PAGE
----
A mother who was addicted to drugs. The beloved grandmother who raised her died. She dropped out of Martin Luther King High School in 10th grade. At 16, she tried to commit suicide and was hospitalized for six weeks.
The day Paladino left the hospital in June of 2015, the city’s Department of Human Services placed her with a foster mother in Germantown who insisted that she return to school.
To make up for the two years of education she had lost, Paladino is working hard at C.B. Community Schools in Manayunk to earn a diploma in 2018.
“I like this school,” Paladino said. “We’re not students here. It’s more like a family. I like that there are small classes so the teachers have time to teach us things. They help us.”
The 62 other students at C.B. have stories like Paladino’s, according to Roberta Trombetta, who founded the private school in 2015 when Arise Academy, the nation’s first charter school for students in foster care, closed in West Oak Lane.
Trombetta, who had been the CEO of Arise, staff, and board members were so convinced their students needed and deserved their own school, they rounded up money from donors and converted to a private school.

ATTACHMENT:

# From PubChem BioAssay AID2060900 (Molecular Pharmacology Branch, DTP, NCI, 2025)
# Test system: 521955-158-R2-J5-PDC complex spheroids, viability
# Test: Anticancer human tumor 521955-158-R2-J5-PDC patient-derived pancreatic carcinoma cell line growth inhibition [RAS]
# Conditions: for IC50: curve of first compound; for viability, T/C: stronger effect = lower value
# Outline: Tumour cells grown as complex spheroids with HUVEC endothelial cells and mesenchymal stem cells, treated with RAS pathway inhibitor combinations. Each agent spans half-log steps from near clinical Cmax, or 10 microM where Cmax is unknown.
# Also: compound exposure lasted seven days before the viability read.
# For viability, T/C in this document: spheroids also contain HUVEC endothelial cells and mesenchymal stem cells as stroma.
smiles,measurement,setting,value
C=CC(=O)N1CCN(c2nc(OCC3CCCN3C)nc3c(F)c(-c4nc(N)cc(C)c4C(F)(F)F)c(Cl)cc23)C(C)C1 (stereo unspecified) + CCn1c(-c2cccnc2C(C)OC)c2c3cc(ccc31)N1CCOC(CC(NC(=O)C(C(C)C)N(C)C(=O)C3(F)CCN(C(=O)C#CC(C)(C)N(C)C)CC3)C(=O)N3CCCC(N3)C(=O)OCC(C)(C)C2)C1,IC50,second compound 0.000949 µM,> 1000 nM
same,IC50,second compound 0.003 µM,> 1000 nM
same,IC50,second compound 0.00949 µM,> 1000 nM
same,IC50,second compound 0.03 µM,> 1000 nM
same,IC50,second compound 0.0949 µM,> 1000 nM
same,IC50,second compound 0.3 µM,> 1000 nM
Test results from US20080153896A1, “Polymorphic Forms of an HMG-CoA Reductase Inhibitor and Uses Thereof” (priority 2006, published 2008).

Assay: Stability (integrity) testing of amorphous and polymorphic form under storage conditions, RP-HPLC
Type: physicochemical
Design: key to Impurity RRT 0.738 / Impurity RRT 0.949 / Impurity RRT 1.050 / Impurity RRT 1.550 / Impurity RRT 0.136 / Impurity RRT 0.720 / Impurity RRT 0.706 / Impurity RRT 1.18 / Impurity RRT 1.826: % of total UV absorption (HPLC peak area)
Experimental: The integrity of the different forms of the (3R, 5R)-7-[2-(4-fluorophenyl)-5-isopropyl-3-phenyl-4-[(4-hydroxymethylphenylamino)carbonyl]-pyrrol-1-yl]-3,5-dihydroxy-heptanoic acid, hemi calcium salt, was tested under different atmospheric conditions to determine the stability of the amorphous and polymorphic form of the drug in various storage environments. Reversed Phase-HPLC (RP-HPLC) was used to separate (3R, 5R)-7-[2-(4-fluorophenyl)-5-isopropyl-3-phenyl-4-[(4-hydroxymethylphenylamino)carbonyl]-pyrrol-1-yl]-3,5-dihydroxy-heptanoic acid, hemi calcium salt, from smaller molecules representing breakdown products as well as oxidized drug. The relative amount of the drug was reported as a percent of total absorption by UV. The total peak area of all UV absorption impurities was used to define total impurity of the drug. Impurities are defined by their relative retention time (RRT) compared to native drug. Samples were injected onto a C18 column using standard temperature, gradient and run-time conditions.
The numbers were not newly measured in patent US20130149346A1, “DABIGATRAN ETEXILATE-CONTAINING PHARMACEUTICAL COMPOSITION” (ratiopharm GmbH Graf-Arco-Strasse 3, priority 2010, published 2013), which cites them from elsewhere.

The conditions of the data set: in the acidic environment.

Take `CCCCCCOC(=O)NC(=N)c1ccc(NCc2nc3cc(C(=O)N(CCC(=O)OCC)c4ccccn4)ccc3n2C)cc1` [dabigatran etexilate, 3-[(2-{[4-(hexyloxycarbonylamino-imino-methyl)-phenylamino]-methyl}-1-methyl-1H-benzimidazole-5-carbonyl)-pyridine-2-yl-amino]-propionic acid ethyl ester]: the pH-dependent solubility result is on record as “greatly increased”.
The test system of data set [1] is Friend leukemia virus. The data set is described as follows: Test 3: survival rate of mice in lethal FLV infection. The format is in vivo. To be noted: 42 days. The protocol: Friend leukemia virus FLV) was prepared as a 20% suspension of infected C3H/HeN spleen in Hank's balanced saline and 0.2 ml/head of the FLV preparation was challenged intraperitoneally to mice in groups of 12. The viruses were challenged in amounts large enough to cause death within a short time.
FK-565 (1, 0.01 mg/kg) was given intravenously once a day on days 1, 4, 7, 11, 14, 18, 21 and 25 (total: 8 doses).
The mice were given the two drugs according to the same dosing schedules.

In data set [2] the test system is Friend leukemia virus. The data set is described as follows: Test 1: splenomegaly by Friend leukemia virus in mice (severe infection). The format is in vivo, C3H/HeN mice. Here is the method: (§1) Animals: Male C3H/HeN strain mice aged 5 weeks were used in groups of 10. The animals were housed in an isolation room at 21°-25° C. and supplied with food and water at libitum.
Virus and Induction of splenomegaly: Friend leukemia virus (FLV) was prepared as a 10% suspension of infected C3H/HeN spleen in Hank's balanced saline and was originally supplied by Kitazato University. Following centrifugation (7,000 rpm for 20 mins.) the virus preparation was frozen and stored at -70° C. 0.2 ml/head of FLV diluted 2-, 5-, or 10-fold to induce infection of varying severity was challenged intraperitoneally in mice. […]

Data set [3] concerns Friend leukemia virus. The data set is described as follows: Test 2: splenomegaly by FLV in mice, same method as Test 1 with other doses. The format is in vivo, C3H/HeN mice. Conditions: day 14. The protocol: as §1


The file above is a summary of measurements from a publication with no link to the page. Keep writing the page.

The goal was to ensure that youth, age 16 to 20, who have been buffeted by change and bounced between foster homes would at least have a safe, stable school.
The promise was: “There is this one place - no matter where you move,” Trombetta said.
C.B. Community received its private school license from the state Department of Education in August 2015. And all but two of the 25 students who were still at Arise after graduation that year enrolled when the private school opened at the charter’s former location that fall. Ten of the 11 eligible graduates earned diplomas in June.
Now in its second year, C.B. Community moved to the Mishkan Shalom synagogue in Manayunk this fall and aims to help kids in foster care get on track, defy the odds, graduate, and lead happy productive lives.
In addition to seven academic teachers, the full-time staff includes a guidance counselor, a social worker, a nurse, and a director of student services - Sloan Carter - who fields emergency calls from students at all hours.